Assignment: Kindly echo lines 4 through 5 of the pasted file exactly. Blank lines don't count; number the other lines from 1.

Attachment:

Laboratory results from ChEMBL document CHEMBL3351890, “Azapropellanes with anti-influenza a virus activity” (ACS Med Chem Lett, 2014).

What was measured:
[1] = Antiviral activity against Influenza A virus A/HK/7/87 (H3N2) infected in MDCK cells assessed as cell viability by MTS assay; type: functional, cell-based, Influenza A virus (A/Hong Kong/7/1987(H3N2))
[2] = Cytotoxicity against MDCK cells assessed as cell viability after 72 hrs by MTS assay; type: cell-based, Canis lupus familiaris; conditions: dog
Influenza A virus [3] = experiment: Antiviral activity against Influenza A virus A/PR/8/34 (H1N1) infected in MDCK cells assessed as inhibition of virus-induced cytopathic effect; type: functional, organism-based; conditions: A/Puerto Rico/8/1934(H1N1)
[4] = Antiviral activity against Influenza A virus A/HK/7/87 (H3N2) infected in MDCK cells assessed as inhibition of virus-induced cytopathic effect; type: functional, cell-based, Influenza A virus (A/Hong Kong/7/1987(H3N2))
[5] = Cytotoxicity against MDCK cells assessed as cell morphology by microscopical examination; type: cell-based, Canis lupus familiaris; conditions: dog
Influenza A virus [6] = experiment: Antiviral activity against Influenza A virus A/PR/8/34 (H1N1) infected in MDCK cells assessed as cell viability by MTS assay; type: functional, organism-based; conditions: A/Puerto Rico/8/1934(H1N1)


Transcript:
[2] = Cytotoxicity against MDCK cells assessed as cell viability after 72 hrs by MTS assay; type: cell-based, Canis lupus familiaris; conditions: dog
Influenza A virus [3] = experiment: Antiviral activity against Influenza A virus A/PR/8/34 (H1N1) infected in MDCK cells assessed as inhibition of virus-induced cytopathic effect; type: functional, organism-based; conditions: A/Puerto Rico/8/1934(H1N1)